My Mission Statement

I write to serve, to unite, to educate. I write to share literature and flesh out ideas that may be of interest to others. I write to document an emotion, experience, or a blip in time. My mission is to write in such a way that the reader is reminded that we can find humor in all situations. It's one of the great blessings of life.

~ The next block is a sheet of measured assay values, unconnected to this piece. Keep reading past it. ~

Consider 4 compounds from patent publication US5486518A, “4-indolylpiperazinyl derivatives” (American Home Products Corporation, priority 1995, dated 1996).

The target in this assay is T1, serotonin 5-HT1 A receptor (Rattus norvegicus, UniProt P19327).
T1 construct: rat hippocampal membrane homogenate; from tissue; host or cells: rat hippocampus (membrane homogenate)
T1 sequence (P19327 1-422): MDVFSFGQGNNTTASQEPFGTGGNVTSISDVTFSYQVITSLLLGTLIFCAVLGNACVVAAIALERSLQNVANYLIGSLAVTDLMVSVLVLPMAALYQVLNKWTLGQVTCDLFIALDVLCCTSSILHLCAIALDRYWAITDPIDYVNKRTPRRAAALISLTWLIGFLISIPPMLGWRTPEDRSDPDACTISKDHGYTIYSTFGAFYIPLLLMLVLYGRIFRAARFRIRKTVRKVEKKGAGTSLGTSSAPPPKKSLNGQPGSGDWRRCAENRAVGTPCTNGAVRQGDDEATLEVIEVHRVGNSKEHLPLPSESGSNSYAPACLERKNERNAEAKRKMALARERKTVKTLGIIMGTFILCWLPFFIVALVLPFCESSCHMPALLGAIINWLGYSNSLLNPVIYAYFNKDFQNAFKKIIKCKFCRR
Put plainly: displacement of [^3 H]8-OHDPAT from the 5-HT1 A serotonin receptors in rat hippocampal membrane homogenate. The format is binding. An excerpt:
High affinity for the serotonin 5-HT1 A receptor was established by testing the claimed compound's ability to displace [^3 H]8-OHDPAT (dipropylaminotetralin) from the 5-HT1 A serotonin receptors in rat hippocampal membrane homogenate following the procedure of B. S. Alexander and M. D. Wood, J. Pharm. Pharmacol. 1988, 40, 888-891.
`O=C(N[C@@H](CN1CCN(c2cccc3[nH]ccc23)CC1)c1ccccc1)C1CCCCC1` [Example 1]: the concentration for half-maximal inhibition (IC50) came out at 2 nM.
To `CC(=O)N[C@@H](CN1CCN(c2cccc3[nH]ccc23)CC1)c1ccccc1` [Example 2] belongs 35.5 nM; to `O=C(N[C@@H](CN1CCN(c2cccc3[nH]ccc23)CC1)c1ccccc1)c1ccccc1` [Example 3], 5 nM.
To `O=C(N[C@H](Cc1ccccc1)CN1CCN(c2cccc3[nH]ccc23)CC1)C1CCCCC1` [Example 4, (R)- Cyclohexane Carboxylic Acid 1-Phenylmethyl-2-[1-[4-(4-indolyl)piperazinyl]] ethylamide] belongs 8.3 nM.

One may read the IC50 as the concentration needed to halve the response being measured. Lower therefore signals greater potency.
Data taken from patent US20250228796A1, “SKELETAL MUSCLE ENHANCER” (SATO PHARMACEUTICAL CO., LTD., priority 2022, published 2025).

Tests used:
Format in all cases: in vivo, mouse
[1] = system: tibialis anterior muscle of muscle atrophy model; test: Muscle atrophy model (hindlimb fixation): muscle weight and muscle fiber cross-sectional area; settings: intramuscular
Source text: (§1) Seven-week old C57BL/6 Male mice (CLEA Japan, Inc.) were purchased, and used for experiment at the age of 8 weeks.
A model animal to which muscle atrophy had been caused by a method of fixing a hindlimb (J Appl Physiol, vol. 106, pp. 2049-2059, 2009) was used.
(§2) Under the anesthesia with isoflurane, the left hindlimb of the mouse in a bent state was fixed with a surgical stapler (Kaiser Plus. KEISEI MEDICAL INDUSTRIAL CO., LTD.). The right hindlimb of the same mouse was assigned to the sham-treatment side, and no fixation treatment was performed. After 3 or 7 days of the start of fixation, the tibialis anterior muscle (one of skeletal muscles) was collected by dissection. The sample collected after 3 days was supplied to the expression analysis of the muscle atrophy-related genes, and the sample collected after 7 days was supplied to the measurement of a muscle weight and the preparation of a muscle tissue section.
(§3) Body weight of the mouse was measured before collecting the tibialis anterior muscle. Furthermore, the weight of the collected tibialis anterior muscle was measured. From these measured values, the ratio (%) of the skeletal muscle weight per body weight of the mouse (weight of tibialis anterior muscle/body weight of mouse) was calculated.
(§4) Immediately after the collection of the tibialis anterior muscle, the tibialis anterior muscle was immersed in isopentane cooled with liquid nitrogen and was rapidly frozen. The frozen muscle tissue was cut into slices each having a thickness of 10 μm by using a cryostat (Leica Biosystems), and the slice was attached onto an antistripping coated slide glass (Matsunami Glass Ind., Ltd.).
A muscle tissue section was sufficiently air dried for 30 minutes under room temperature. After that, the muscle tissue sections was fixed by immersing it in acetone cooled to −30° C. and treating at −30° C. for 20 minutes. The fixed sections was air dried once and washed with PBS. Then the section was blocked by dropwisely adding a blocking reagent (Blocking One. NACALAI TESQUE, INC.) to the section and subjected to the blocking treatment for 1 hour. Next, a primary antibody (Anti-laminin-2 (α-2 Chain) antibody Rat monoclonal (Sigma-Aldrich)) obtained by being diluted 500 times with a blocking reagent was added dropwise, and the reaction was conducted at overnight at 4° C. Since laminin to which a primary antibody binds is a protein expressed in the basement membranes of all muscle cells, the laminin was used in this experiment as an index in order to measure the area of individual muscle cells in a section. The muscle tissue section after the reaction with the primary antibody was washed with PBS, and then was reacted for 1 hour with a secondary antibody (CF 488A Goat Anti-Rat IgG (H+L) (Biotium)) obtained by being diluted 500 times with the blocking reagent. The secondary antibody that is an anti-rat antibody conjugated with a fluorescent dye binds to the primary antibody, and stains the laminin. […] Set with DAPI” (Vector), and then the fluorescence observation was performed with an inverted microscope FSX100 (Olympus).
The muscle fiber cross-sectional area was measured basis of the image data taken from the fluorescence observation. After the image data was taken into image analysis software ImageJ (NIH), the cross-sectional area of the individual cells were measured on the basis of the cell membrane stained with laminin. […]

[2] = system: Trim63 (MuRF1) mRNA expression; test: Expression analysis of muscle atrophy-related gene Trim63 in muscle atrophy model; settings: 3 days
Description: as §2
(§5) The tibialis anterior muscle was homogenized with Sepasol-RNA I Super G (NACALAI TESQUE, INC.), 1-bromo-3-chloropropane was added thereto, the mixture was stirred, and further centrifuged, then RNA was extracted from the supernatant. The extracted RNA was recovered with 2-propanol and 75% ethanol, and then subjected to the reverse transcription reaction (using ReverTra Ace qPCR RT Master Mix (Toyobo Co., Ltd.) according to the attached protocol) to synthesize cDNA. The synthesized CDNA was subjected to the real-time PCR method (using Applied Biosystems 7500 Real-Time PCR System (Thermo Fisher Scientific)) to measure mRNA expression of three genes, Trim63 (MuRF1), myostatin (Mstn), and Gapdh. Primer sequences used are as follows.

Monday, April 23, 2012

Just Breathe